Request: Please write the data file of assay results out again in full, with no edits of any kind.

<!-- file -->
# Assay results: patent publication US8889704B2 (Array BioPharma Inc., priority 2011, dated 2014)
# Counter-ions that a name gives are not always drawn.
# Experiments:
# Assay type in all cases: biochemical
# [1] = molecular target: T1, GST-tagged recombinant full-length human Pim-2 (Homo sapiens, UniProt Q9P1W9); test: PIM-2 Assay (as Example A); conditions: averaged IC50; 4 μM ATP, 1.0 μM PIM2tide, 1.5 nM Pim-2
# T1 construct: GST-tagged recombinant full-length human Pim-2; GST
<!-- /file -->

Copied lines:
# Assay results: patent publication US8889704B2 (Array BioPharma Inc., priority 2011, dated 2014)
# Counter-ions that a name gives are not always drawn.
# Experiments:
# Assay type in all cases: biochemical
# [1] = molecular target: T1, GST-tagged recombinant full-length human Pim-2 (Homo sapiens, UniProt Q9P1W9); test: PIM-2 Assay (as Example A); conditions: averaged IC50; 4 μM ATP, 1.0 μM PIM2tide, 1.5 nM Pim-2
# T1 construct: GST-tagged recombinant full-length human Pim-2; GST